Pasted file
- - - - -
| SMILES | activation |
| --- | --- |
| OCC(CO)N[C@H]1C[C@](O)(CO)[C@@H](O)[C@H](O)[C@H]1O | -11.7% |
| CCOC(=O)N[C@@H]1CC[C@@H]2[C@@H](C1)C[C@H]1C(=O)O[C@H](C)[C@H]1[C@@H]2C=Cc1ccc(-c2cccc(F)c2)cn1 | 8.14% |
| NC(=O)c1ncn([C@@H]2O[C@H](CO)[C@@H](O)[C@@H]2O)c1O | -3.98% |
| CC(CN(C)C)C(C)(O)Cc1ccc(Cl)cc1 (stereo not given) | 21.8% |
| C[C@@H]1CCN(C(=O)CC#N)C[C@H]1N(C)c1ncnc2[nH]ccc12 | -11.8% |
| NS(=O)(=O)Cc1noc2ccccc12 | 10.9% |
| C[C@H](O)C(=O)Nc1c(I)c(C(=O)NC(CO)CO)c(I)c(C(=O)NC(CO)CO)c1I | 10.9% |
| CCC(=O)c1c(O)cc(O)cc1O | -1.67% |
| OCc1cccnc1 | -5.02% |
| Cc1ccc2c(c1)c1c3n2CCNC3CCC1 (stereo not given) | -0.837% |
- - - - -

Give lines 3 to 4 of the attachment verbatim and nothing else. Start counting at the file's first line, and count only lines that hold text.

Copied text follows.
| OCC(CO)N[C@H]1C[C@](O)(CO)[C@@H](O)[C@H](O)[C@H]1O | -11.7% |
| CCOC(=O)N[C@@H]1CC[C@@H]2[C@@H](C1)C[C@H]1C(=O)O[C@H](C)[C@H]1[C@@H]2C=Cc1ccc(-c2cccc(F)c2)cn1 | 8.14% |